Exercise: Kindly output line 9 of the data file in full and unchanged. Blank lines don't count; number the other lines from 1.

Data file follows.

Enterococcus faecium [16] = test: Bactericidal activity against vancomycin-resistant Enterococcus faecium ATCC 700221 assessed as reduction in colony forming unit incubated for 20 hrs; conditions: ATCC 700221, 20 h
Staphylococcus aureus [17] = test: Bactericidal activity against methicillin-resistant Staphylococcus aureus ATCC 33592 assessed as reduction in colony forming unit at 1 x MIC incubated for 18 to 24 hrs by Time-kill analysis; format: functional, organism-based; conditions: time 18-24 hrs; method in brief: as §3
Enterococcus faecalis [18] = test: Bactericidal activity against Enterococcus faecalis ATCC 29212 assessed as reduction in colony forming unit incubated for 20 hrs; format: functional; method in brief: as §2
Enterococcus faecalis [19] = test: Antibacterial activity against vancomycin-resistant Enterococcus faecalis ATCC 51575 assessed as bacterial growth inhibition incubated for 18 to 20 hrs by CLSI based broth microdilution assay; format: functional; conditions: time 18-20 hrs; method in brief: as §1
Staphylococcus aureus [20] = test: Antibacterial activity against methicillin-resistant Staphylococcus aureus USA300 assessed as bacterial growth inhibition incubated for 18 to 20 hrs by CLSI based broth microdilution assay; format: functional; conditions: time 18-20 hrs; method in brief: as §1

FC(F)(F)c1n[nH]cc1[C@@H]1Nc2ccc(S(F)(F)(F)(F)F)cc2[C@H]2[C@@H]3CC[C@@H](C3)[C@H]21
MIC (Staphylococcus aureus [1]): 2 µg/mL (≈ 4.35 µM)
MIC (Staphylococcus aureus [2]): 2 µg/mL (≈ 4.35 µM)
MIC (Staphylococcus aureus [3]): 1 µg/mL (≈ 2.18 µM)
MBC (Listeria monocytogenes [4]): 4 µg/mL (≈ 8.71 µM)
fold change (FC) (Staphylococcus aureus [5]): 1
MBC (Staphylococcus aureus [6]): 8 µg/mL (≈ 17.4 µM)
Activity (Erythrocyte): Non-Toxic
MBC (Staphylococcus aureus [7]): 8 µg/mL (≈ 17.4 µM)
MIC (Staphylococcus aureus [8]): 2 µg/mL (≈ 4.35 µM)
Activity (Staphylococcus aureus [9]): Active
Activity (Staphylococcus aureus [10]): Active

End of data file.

MIC (Staphylococcus aureus [3]): 1 µg/mL (≈ 2.18 µM)